Bee protection: researchers are developing active ingredient against the Varroa mite


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Heureka! "It probably sounded through the halls of the University of Hohenheim, when the research team led by Dr. Peter Rosenkranz, head of the State Institute for Bee Science, realized what they had just discovered.For years, the parasitic Varroa mite decimated the bee colonies It could only be kept in check by elaborate disinfection measures of beehives with formic acid.The new active ingredient lithium chloride is intended to remedy this situation - and without any side effects for bee or man.

Active ingredient against Varroa mite discovered by accident

Together with the biotechnology start-up "SiTOOLs Biotech" from Planegg near Munich, the researchers pursued ways to eliminate single gene components with the help of ribonucleic acids (RNA). It was planned to mix the bees with RNA fragments in the feed, which the mites absorb when sucking blood. They should turn off vital genes in the parasite's metabolism and kill them. In control experiments with non-harmful RNA fragments, they then observed an unexpected reaction: "Something in our gene mix did not get the mites," Dr. Rosary. After two more years of research, the desired result was finally achieved: The lithium chloride used to isolate the RNA fragments proved to be effective against the Varroa mite, although the researchers did not have it on screen at all as an active ingredient.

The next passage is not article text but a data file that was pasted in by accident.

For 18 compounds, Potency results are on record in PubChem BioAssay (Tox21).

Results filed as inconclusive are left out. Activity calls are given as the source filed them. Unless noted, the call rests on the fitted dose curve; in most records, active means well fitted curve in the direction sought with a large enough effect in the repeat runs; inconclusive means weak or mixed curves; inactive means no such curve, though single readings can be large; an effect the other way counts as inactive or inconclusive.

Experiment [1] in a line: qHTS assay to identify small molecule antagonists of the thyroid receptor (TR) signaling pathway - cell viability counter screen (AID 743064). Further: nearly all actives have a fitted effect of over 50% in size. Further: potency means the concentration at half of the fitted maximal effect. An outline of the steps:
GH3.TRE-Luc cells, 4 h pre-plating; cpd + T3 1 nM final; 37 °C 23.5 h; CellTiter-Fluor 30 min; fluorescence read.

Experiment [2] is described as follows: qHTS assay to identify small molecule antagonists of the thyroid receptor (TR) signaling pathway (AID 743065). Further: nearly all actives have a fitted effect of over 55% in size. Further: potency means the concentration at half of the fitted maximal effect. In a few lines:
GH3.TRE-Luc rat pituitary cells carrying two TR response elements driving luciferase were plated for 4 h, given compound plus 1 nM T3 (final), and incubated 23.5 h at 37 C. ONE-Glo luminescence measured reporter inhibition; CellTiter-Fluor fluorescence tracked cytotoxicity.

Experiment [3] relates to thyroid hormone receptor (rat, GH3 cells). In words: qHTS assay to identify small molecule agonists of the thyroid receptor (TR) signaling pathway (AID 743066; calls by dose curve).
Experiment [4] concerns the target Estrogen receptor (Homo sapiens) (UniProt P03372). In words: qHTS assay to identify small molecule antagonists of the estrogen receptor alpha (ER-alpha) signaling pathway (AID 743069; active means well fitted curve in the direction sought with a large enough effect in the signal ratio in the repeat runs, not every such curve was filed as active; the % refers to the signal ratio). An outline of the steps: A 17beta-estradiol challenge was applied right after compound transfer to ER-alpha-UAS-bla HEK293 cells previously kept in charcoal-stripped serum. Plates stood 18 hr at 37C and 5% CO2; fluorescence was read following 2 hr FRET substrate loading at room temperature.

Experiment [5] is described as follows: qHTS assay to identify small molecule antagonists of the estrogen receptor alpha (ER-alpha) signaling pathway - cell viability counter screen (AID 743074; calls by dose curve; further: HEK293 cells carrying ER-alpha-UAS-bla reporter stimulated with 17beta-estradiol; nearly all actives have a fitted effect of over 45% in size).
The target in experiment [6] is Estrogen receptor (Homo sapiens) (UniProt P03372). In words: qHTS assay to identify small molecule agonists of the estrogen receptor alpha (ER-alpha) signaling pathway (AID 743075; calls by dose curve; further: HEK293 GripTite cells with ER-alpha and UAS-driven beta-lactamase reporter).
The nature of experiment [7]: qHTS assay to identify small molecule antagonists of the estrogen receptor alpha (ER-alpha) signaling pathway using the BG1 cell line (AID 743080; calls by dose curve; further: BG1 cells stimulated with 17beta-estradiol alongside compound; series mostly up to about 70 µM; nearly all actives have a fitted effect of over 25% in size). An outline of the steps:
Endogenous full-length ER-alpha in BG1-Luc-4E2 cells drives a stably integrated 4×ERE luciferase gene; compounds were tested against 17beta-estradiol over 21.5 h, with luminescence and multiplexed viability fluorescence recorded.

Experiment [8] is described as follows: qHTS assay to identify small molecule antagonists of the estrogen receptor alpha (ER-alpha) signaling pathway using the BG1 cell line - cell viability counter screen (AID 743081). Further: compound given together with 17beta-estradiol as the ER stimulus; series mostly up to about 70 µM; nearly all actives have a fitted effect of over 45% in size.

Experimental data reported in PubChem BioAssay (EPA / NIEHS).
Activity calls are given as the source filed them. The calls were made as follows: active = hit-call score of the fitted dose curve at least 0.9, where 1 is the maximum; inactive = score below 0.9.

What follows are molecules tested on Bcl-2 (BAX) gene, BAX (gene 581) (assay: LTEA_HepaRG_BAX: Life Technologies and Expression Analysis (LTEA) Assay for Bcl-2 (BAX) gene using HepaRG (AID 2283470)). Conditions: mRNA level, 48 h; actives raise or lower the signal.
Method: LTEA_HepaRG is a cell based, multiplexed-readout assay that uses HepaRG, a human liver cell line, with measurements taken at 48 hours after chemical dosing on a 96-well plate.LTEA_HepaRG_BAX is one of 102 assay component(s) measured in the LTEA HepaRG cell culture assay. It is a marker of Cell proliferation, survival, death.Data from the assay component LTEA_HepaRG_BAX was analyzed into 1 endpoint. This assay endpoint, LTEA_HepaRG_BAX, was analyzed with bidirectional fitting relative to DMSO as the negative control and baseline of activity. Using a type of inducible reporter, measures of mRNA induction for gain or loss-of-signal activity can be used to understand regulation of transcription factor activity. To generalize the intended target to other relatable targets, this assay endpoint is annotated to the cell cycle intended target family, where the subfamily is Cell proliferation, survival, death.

Varroa mite on the back of a bee

The Varroa mite (Varroa destructor) has attached itself to the back of the bee. Here it is inaccessible to the insect and weakens it increasingly

Lithium chloride is inexpensive and easy to administer

Although there is still no approval for the new drug and no long-term results on how the lithium chloride affects the bees. So far, however, no recognizable side effects have occurred and also in the honey no residues could be detected. The best thing about the new drug is that it's not only cheap and easy to make. It is also administered to bees simply dissolved in sugar water. The local beekeepers can therefore - at least what concerns the Varroa mite - finally breathe.
The extensive results of the study in English can be found here.

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